“Your responsibility is to look the part and be the part,” Renfroe said. “You’ve got to convince them. Some of them are going to argue with you about it. How do you know? What makes you think I’m not real? Wouldn’t it be better to think that I’m real than be wrong?”
Investing in a good Santa suit is another part of that responsibility. Fake beards and cheap suits, Renfroe said, don’t represent Santa very well. His custom Santa suit cost more than $1,000 and comes from renowned Hollywood costume shop Adele’s.
“I wouldn’t do it without doing it right,” Renfroe said. “When you see one that’s not into it so much, you can tell. I paid $400 for my belt that I’m wearing in that suit. My boots were Harley boots. There’s a coating you can put on them that makes the leather patent leather. I had the ‘SC’ put on there. It’s the details like that. There’s so much you can put into it.”
Santa Claus is coming to town
Santa Claus needs an entire night to travel around the world, and in the weeks leading up to Christmas his preparations keep him just as busy. Even if he can manipulate time, travel at the speed of light and watch the world’s children all year, he can’t physically be everywhere at once.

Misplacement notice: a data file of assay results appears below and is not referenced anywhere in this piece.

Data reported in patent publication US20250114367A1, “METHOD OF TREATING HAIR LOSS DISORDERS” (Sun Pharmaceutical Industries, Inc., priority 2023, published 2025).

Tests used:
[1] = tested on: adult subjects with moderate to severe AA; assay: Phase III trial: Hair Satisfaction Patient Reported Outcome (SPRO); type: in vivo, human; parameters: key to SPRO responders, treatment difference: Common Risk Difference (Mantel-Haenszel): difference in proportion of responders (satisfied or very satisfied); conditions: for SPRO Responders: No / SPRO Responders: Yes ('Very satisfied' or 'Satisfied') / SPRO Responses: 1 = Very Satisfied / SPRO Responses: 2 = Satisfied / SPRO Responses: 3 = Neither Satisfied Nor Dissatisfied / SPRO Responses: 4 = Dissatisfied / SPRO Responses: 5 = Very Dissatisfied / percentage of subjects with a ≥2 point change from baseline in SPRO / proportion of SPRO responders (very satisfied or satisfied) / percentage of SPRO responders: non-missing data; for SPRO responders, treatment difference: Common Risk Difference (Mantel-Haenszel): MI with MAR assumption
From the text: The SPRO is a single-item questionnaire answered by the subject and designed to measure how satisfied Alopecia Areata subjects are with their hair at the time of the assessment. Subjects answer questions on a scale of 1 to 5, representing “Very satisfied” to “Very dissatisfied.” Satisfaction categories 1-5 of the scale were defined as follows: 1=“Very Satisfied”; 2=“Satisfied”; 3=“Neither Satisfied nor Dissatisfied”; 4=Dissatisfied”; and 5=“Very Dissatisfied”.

That’s where people like Renfroe and Jourdan come in.
Imbued with a portion of Santa’s powers and spirit, they travel to different towns to take gift orders and visit with children. Santa appears in almost as many ways as there are snowflakes on a white Christmas. He visits businesses and malls, rides in parades and strolls down city streets. A lucky few have even had him over for a personal visit.
Jourdan prefers public appearances. One of his first Santa gigs was riding on a firetruck in a neighborhood parade.
During the COVID-19 pandemic in 2020, Jourdan found another way to do the job of Santa. He turned a home office into Santa’s workshop and set up Zoom calls with children.
“It was incredible. It gives more time to the kids. I would give at least 15 minutes and I had a scroll. I would look for their name on the list, and then at the end I would read them ‘The Night Before Christmas,’” Jourdan said.
Renfroe has primarily focused on visits at businesses in Vicksburg and Jackson, but has also appeared at schools and daycares. His favorite, however, is private in-home visits with families.